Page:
Words of Art from Gladstone’s Library October 2016

Jenny

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Marian

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Tom

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Joan

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Joyce

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Liz

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Bill

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Horrid Henry acronyms and building up a head of steam

I was thinking the other day about an induction course I was sent on when joining the nuclear industry as a copy editor working on the Sizewell B Pre-Construction Safety Report. The day-long course was entitled ‘Induction SHORT course – a Short History of Reactor Theory’. “By the end of the day”, the notification purred, “you will have gained a basic insight into how nuclear reactors work and will be able to build your own reactor from a kettle.” Wow, I thought, now there’s something I’ve always longed to do! And it’s only going to take a day! But my other thought was that I couldn’t decide if the acronym used for this SHORT course was rather clever or just downright corny.

The definition of ‘acronym’ (which dates back to the 1940s) is that it is formed from the initial letters of other words but is pronounceable as a word in itself (e.g. ASCII) – as opposed to an initialism where the letters are pronounced separately (e.g. BBC). We’ll all be familiar with loads of acronyms. Many of them have been assimilated into everyday language – think radar, taser, ‘smart’ car, scuba. And so well assimilated that we may no longer know what the words actually stand for. With that in mind, here’s a bit of wacky information. Taser stands for ‘Thomas A. Swift’s Electric Rifle’. The guy who invented the taser, a certain John H. Cover (who, incidentally, is a former chief scientist of Aerospace’s Apollo Moon Landing Programme), named the device after his boyhood literary hero Tom Swift. One of the books is called ‘Tom Swift and His Electric Rifle’. Seriously, you couldn’t make it up.

Of course, not only are acronyms cute, they’re also useful. In our full-speed-ahead modern world, we need all the help we can get to cut to the chase and save time and brain power, so things are done asap. Any techy arena will inevitably be awash with them – the IT (not an acronym!) industry, the medical profession, the military. CRUD’s a good one from the IT sector (create, read, update and delete – well if it’s crud, you would, wouldn’t you). But do you ever wonder if an acronym is so damn clever and cute that it’s been crafted into oblivion? That the main aim of the exercise has been to find a great acronym, and then make the words fit it? And that in so doing, we’re being fed something that isn’t wholly accurate? Or at least might have been told to us in a better, truer way, had the dreaded acronym not been invented? I’m thinking here more along the lines of new-fangled acronyms in the workplace. Marketing and advertising has AIDA, BANT, CoCA, WOMM – there’s more than you can shake a stick at. Do you speak acronym in your workplace? Does knowing them and being able to speak in shorthand make you fit in and feel part of the club?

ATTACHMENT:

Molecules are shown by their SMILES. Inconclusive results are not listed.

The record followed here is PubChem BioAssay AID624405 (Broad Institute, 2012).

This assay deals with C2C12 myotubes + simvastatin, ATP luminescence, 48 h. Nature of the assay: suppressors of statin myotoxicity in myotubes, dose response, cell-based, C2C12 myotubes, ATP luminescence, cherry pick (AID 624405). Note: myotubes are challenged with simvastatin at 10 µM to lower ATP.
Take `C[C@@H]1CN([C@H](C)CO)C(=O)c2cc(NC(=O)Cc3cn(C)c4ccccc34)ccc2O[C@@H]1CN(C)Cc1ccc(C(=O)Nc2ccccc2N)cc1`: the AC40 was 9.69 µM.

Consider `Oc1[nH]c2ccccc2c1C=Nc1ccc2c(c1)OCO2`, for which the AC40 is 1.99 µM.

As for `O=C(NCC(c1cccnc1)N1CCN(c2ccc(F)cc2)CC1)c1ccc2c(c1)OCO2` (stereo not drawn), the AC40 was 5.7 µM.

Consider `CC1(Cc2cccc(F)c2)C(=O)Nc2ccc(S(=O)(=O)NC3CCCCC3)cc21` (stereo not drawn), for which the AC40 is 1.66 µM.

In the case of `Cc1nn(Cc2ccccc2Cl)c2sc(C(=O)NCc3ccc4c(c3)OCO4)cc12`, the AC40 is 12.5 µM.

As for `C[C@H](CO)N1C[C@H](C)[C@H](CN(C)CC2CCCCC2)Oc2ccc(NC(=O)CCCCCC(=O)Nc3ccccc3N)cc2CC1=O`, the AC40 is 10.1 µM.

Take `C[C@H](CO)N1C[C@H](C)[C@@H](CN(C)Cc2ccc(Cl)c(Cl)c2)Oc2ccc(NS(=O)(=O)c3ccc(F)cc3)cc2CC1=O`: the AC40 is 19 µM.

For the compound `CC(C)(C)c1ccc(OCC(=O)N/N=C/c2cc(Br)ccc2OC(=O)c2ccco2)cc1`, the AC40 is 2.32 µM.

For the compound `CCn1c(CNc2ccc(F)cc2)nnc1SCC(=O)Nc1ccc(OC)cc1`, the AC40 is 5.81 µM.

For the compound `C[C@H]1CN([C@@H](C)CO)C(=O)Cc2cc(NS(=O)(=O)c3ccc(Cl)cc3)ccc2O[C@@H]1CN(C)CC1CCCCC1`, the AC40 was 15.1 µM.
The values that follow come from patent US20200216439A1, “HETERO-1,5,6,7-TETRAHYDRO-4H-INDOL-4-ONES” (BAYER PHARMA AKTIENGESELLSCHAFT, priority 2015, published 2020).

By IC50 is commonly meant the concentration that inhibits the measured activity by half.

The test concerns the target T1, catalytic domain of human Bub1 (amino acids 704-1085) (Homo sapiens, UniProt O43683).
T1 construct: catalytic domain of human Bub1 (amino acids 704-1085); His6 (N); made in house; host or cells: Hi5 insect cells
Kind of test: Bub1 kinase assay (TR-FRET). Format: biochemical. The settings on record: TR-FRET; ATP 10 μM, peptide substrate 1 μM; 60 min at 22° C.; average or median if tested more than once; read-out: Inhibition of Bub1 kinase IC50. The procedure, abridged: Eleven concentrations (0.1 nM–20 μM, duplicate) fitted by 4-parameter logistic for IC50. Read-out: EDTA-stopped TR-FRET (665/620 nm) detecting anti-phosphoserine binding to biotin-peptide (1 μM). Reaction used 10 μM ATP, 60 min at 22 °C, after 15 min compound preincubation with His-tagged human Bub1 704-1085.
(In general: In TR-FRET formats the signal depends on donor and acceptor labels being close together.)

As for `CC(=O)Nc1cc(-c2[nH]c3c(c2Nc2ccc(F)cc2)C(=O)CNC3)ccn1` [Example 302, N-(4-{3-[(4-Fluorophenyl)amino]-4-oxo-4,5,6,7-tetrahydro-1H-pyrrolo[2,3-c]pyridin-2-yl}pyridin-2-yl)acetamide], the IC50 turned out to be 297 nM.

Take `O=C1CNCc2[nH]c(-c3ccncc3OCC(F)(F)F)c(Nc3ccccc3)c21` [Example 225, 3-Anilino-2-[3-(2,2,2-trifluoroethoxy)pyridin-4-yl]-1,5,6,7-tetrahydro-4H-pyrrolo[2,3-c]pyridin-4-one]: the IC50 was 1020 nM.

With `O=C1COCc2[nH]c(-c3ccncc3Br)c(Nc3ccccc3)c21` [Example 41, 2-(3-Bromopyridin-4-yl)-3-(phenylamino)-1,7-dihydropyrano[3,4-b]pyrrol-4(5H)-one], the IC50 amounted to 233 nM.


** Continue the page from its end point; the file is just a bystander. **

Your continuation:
Acronym/initialism invention and usage is growing exponentially, thanks to the mobile world, where speed and space are of the essence. It’s a new language – think ‘fyi’, ‘omg’, ‘eop’, ‘btw’. And are you ever tempted, like me, to reinvent them? FYI becomes ‘F**k you, idiot’, ‘omg’ becomes ‘Off my gin!’, and so on. Then there’s the really cool up-to-the-minute ones – ‘YOLO’, ‘MILF’, ‘FUTAB’, ‘VUCA’ – which probably defy reinvention.

And let’s not forget the really incongruous ones. Take SMUTI, for instance. You’d think this would be something to do with soft porn or dirty jokes. But no, it stands for ‘strength monitoring using thermal imaging’. Alas, not quite so engaging.